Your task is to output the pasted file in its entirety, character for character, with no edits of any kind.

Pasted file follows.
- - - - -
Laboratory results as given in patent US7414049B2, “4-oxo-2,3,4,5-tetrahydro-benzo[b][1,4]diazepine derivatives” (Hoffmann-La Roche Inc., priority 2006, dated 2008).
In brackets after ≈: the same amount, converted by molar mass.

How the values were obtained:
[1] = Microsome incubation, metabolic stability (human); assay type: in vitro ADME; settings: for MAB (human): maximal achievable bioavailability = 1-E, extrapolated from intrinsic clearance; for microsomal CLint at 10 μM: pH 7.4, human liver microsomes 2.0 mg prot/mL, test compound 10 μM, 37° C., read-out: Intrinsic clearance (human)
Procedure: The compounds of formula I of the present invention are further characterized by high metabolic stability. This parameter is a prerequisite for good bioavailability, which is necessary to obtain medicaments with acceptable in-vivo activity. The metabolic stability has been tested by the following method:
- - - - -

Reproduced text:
Laboratory results as given in patent US7414049B2, “4-oxo-2,3,4,5-tetrahydro-benzo[b][1,4]diazepine derivatives” (Hoffmann-La Roche Inc., priority 2006, dated 2008).
In brackets after ≈: the same amount, converted by molar mass.

How the values were obtained:
[1] = Microsome incubation, metabolic stability (human); assay type: in vitro ADME; settings: for MAB (human): maximal achievable bioavailability = 1-E, extrapolated from intrinsic clearance; for microsomal CLint at 10 μM: pH 7.4, human liver microsomes 2.0 mg prot/mL, test compound 10 μM, 37° C., read-out: Intrinsic clearance (human)
Procedure: The compounds of formula I of the present invention are further characterized by high metabolic stability. This parameter is a prerequisite for good bioavailability, which is necessary to obtain medicaments with acceptable in-vivo activity. The metabolic stability has been tested by the following method: